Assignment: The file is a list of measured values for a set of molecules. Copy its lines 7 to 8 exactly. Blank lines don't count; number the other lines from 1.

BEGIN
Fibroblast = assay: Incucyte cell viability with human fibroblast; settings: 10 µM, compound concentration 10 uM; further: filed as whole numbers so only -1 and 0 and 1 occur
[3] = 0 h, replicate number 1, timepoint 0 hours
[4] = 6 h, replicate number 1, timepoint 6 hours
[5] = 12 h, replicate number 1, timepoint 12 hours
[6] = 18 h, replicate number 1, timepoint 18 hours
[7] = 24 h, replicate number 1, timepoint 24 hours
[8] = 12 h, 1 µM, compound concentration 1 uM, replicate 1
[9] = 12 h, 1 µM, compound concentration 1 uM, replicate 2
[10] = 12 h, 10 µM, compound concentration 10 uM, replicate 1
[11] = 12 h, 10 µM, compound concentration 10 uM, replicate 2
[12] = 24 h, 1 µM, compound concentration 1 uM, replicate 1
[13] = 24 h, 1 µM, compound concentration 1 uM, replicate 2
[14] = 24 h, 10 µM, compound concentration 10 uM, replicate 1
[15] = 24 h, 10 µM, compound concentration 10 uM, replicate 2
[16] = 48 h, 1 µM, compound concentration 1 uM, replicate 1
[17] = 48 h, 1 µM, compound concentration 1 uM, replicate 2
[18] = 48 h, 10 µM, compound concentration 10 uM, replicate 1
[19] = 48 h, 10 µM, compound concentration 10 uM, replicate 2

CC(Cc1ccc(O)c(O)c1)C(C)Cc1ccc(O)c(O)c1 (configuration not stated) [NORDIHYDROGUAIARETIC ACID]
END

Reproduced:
[8] = 12 h, 1 µM, compound concentration 1 uM, replicate 1
[9] = 12 h, 1 µM, compound concentration 1 uM, replicate 2